Session Start Date

5-6-1984

Abstract

For the benefit of those readers not fully conversant with mine tailings and the methods commonly used to store them, the paper presents a brief overview covering the composition of tailings and the procedures commonly used to design and construct the required tailings dams. The remainder of the paper presents a detailed description of the design, construction, and performance of the Brenda Cycloned-Sand Tailings Dam. This includes a summary and assessment of the large volume of data available from extensive field, laboratory, and office studies that have been ongoing since the start of construction in 1968. The most recent of these studies (1980-83) involved "state-of-the-art" seismic analyses to determine if the original dam could be raised to an ultimate height of 530 ft and remain stable under the maximum credible earthquake for the site.

Department(s)

Civil, Architectural and Environmental Engineering

Appears In

International Conference on Case Histories in Geotechnical Engineering

Meeting Name

First Conference

Publisher

University of Missouri--Rolla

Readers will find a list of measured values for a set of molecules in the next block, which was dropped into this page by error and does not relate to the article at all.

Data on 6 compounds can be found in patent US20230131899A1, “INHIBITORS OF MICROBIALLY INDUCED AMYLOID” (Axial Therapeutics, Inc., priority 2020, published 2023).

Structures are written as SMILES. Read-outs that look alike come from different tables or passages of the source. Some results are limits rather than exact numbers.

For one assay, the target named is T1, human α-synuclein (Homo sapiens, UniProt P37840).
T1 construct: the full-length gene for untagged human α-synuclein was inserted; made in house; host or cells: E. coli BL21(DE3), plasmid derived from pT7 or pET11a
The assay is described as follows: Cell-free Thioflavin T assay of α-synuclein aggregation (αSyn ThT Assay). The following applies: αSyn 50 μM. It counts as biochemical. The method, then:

Publication Date

5-6-1984

Document Version

Final Version

Rights

© 1984 University of Missouri--Rolla, All rights reserved.

Document Type

Article - Conference proceedings

File Type

text

Language

English

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May 6th, 12:00 AM

The Brenda Mines' Cycloned- Sand Tailings Dam

For the benefit of those readers not fully conversant with mine tailings and the methods commonly used to store them, the paper presents a brief overview covering the composition of tailings and the procedures commonly used to design and construct the required tailings dams. The remainder of the paper presents a detailed description of the design, construction, and performance of the Brenda Cycloned-Sand Tailings Dam. This includes a summary and assessment of the large volume of data available from extensive field, laboratory, and office studies that have been ongoing since the start of construction in 1968. The most recent of these studies (1980-83) involved "state-of-the-art" seismic analyses to determine if the original dam could be raised to an ultimate height of 530 ft and remain stable under the maximum credible earthquake for the site.